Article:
Several months later, events took a defining turn for Cummings when he and Brown were detained by the French military on suspicion of espionage and undesirable activities. As a result of censor-provoking letters home by Brown and a preference for the company of French soldiers over their fellow American ambulance drivers, the two young men were held for three months in a concentration camp at La Ferté Mace. They were kept, along with their fellow detainees, in a large room which was represented in the title of Cummings' book about this experience, The Enormous Room (1922). Cummings' father worked through diplomatic channels and finally wrote a letter to President Wilson to obtain Cummings' release in December 1917. Brown was released two months later.
Cummings returned to the United States, first to his parents' home in Massachusetts and then to New York, where he was joined by Brown. For the next several years, Cummings painted and wrote. In 1924, he married Elaine Orr Thayer, the mother of his daughter Nancy. They divorced after two months and in 1929, Cummings married Anne Minnerly Barton. They spent much of the next two years living and traveling in Europe.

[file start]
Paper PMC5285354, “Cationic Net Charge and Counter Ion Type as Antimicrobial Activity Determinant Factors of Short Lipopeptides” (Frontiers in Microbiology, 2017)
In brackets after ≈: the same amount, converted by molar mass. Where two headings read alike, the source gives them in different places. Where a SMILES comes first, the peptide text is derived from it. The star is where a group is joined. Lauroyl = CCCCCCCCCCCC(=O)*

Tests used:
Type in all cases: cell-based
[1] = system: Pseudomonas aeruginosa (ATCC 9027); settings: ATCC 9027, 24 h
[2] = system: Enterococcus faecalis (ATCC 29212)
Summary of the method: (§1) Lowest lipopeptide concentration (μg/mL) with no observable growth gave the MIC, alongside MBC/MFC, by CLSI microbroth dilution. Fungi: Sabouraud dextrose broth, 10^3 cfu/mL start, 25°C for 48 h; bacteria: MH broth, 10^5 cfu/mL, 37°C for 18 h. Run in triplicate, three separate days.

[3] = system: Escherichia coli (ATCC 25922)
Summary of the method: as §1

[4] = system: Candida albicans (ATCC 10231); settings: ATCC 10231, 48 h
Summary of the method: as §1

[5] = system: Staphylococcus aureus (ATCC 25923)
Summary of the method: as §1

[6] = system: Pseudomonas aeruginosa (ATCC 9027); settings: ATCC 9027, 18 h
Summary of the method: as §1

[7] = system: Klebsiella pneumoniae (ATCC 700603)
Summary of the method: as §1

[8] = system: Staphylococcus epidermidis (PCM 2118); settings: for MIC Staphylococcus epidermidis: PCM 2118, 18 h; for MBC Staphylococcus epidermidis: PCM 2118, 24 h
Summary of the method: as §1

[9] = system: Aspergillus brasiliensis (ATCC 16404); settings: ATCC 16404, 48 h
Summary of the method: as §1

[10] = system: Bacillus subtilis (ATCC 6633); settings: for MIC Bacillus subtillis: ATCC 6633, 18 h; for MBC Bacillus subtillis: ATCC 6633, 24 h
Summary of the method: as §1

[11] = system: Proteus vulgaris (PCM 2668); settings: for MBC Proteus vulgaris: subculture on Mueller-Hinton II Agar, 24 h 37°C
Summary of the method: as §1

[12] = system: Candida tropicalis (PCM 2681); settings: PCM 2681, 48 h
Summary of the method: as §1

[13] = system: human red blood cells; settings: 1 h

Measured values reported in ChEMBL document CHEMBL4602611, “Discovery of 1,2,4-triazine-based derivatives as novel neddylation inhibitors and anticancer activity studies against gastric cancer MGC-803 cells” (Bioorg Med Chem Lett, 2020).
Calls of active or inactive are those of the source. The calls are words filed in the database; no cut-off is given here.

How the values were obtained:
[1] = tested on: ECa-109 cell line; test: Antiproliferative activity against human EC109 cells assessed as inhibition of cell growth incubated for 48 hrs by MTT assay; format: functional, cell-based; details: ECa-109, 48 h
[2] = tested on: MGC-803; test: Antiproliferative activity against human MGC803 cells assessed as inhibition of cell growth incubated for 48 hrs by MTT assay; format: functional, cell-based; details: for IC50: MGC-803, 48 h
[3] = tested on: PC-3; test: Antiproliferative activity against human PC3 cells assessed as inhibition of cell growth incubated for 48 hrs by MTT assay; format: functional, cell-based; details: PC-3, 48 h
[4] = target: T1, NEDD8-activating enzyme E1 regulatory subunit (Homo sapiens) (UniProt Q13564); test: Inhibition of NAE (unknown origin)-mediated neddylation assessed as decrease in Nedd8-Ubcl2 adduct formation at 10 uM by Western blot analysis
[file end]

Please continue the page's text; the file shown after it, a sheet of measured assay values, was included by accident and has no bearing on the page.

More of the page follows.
In 1931, Cummings left Barton and traveled to the Soviet Union. Pre-disposed to enjoy the trip, Cummings found his personal sense of individualism disturbed by the lack of intellectual and artistic freedom that he found. He published his diary from the trip under the Greek title Eimi (1933), which translates to "I am."
In 1932, while his divorce from Barton was being settled, Cummings met Marion Morehouse, who was to be his companion and common law wife for the rest of his life. In 1933, Cummings received the Guggenheim Fellowship for the purpose of writing a "book of poems." In 1935, unable to find a publisher for his book, he published No Thanks (1935) with the help of his mother. It was dedicated to the fourteen publishing houses that had turned him down.
E. E. Cummings continued to produce a steady stream of poems and publications throughout the forties and fifties. In 1952, Harvard offered him the Charles Eliot Norton Professorship for the 1952-53 school year. Also during the fifties, Cummings began to tour, reading his poetry across America. In 1958, he won the Bollingen Prize for Poetry from Yale University and published his final volume of new poems, 95 Poems.
He died at his family farm on September 3, 1962.


Dictionary of Literary Biography -- Volume 48: American Poets, 1880-1945, Second Series. Peter Quartermain, Ed. (Detroit: Gale Research Company, 1986).
For further information on E. E. Cummings see:
E. E. Cummings, The Magic Maker. Charles Norman. (Indianapolis: Bobbs-Merrill, 1972).
Dreams in the Mirror: A Biography of E. E. Cummings. Richard S. Kennedy. (New York: Liveright Publishers, Corp., 1980).

Scope and Contents